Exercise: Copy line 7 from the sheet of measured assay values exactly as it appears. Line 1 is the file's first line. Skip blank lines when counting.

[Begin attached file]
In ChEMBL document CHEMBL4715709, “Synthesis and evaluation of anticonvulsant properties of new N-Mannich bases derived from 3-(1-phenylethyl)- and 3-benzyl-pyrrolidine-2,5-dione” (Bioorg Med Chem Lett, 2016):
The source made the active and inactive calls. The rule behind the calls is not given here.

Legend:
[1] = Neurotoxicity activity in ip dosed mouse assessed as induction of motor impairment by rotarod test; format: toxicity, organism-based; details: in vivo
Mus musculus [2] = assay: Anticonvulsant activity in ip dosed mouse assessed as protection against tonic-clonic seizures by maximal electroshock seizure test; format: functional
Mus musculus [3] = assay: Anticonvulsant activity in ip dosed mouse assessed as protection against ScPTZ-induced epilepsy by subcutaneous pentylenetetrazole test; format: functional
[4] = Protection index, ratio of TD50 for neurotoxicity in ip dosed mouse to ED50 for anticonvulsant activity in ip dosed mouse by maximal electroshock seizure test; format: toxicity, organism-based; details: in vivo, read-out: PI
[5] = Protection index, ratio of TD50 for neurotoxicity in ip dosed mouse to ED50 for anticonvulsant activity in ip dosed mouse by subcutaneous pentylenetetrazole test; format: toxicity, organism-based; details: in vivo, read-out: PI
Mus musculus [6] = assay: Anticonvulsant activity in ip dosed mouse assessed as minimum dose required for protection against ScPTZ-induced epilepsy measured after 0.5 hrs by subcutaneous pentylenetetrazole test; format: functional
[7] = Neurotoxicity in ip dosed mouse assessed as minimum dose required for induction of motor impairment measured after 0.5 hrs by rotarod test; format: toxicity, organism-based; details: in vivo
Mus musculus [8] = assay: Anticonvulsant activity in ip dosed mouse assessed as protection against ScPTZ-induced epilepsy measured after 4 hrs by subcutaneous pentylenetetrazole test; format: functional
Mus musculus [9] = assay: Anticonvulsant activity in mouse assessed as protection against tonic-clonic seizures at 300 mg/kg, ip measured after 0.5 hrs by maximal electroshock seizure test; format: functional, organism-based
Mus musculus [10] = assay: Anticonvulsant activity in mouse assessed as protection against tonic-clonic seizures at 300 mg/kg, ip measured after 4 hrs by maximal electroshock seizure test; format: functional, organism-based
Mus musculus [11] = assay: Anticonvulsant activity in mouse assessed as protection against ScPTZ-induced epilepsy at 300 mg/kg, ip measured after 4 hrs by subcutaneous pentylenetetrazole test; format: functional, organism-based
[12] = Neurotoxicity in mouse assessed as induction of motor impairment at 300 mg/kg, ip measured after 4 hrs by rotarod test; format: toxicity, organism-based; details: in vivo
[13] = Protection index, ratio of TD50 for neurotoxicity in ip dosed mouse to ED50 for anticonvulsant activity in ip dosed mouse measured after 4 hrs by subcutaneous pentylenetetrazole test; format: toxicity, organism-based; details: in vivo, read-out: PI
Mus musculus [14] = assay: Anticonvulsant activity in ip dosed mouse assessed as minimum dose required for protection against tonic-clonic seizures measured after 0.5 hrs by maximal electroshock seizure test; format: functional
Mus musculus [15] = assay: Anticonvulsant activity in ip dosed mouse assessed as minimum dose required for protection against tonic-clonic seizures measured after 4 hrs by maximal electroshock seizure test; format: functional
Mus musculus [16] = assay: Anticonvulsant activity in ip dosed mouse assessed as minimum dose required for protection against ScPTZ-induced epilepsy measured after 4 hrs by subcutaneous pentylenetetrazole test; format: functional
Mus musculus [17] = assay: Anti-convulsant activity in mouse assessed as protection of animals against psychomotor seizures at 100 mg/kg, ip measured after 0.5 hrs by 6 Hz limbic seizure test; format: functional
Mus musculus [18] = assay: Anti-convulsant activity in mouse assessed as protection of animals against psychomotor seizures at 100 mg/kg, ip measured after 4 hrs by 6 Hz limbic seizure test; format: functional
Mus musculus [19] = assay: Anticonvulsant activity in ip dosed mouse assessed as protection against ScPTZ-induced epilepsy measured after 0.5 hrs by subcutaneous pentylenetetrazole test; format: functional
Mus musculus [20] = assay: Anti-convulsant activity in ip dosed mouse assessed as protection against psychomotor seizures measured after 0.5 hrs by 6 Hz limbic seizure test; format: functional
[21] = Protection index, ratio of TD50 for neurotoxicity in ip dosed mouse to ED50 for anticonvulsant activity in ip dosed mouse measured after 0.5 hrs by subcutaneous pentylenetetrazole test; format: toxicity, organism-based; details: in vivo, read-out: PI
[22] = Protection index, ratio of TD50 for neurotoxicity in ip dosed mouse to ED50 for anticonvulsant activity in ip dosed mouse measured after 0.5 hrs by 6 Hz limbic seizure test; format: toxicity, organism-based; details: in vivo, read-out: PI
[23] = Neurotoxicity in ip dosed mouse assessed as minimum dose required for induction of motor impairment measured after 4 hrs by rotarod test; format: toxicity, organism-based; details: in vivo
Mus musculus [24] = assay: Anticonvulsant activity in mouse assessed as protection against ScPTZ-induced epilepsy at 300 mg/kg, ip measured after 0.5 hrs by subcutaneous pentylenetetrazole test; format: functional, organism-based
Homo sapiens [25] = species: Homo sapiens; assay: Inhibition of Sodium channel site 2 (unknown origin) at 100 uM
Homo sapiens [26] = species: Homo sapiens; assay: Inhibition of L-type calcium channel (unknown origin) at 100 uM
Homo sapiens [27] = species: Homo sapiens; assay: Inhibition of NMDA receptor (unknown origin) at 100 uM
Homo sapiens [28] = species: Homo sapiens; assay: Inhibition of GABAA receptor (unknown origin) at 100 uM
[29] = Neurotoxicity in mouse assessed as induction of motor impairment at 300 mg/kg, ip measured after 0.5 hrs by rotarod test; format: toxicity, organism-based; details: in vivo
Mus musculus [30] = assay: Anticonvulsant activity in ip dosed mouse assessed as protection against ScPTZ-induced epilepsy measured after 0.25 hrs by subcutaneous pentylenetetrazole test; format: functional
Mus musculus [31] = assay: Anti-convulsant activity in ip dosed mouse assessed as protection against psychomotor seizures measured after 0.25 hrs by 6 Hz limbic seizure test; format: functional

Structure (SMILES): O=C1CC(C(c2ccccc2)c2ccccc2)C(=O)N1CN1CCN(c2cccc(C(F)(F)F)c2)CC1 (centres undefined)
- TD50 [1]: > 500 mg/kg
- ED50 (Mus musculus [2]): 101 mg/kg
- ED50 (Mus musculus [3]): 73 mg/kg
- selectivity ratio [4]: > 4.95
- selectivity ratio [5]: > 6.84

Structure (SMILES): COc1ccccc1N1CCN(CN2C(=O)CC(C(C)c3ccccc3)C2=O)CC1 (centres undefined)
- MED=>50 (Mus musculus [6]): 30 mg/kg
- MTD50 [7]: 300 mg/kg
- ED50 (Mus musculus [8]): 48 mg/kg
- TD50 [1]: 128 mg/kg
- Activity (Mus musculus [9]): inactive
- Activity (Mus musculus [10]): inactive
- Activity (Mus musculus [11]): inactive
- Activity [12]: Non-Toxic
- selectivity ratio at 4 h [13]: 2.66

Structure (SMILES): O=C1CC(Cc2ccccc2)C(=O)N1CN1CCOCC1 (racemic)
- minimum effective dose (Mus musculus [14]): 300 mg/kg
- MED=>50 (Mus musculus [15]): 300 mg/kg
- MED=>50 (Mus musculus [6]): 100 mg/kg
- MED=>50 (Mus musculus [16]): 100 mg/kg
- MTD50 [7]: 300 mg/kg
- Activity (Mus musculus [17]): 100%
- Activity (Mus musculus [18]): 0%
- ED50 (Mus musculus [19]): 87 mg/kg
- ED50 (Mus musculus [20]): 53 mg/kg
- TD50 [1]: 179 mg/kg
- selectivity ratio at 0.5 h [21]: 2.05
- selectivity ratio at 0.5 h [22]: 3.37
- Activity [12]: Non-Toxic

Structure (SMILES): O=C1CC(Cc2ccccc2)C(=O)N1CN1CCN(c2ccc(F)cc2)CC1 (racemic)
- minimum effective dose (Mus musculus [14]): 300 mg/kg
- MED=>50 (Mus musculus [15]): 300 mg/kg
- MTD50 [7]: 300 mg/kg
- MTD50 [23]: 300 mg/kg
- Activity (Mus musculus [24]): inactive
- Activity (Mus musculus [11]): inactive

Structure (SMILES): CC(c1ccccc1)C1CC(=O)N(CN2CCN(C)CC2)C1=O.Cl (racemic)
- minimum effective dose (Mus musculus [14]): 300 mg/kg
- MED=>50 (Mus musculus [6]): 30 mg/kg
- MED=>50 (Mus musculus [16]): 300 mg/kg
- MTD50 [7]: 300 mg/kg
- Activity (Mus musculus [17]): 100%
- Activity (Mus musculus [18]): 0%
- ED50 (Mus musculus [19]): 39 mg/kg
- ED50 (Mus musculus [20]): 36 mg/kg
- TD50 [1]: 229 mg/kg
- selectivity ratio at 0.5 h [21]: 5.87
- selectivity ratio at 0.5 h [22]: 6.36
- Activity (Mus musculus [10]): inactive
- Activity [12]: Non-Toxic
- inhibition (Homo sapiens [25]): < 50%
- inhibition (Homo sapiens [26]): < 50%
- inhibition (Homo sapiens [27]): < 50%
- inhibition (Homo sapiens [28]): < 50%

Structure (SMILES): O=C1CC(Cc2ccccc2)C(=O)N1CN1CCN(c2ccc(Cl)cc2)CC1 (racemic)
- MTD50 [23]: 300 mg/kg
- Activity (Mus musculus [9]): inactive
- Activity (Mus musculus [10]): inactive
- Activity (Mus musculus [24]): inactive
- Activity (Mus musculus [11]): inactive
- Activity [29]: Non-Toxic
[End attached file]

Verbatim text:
[4] = Protection index, ratio of TD50 for neurotoxicity in ip dosed mouse to ED50 for anticonvulsant activity in ip dosed mouse by maximal electroshock seizure test; format: toxicity, organism-based; details: in vivo, read-out: PI